Campaigning has always been an important part of some charities’ activities. But since the Transparency of Lobbying, Non-party Campaigning and Trade Union Administration Act 2014 amended the Political Parties, Elections and Referendums Act 2000 (PPERA), campaigning charities have had to register with the Electoral Commission if they exceed a registration threshold for expenditure which might reasonably be regarded as intended to promote or procure (or prejudice) the prospects of particular parties or candidates, including candidates united by policy position. This is described by the Electoral Commission as the “purpose test”.
Can charities still campaign at the general election?
Campaigning and political activity can be legitimate and valuable activities for charities to undertake. However, political campaigning or political activity, as defined in the Charity Commission’s guidance CC9, must be undertaken by a charity only in the context of supporting the delivery of its charitable purposes. Unlike other forms of campaigning, political campaigning or political activity must not be the continuing and sole activity of the charity.
If a charity’s trustees breach these restrictions, the Charity Commission may intervene to protect funds which are at risk of being misapplied or to recover funds from the trustees.
What about PPERA?
PPERA has increased the regulatory burden on campaigning charities which must now incur additional expenditure on legal advice and compliance to make sure that (a) they do not need to register with the Electoral Commission or (b) they do register and then comply with rules regulating reporting of expenditure and donations.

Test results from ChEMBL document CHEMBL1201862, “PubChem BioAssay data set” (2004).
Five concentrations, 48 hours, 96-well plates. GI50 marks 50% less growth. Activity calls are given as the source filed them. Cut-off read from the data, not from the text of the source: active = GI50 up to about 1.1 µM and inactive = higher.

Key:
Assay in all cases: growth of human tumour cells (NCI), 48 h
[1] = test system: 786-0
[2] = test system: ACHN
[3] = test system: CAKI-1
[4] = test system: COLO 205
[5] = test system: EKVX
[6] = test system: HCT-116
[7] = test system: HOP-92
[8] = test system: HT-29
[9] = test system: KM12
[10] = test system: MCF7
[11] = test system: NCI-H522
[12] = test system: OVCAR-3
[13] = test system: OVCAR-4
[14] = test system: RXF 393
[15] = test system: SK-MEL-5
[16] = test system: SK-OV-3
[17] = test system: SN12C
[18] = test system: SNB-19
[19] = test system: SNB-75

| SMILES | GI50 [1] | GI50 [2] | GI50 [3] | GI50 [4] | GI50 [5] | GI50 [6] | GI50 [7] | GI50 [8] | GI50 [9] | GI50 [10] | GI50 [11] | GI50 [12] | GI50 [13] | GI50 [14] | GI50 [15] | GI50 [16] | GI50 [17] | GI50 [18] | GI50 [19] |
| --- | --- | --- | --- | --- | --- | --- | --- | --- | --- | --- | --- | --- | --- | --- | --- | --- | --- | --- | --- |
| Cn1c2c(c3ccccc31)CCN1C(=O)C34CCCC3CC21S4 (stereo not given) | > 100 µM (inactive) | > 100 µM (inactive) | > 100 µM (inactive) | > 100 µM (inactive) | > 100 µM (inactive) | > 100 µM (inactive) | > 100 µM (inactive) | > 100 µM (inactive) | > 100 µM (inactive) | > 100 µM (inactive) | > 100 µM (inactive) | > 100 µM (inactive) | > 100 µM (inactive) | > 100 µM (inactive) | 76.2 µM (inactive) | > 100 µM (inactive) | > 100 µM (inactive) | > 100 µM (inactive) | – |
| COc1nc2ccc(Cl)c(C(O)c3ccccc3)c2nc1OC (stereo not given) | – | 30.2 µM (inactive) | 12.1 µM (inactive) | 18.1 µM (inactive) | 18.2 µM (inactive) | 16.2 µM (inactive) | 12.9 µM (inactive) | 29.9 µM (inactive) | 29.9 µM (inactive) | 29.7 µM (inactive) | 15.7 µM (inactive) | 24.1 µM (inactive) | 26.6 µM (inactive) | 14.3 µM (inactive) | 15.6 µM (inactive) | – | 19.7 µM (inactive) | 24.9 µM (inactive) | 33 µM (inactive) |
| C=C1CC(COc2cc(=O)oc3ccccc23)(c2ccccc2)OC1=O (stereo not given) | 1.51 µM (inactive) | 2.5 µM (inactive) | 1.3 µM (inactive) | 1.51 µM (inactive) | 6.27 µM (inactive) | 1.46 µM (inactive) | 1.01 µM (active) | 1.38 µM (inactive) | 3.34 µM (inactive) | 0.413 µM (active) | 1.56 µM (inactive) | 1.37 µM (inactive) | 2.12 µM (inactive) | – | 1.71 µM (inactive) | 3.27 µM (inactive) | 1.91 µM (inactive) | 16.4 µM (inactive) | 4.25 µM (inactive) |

Many charities have expressed concern that by registering with the Electoral Commission they could be misconstrued as inappropriately having a political bias. Charities are prohibited from supporting particular political parties or candidates a basic matter of charity law. However, the purpose test under PPERA is an objective test of what a reasonable person might think was an intention of an activity, rather than a subjective test of the charity’s actual intention.
It is worth reiterating that PPERA does not prohibit a charity from carrying on regulated activity (apart from at levels of expenditure likely to be relevant only to a small minority of charities). PPERA simply requires a charity:
(i) to register with the Electoral Commission if expenditure on regulated activity is over a prescribed threshold; and
(ii) to report on expenditure and donations.
What sanctions could a charity face if it breaches PPERA?
The consequences could be serious for a charity and its trustees. PPERA contains various civil and criminal sanctions for breach. The Electoral Commission can issue compliance notices and stop notices requiring organisations in breach of the rules to take or cease particular actions. The Electoral Commission can also issue fines of varying levels. The Commission can refer serious breaches to the police for investigation.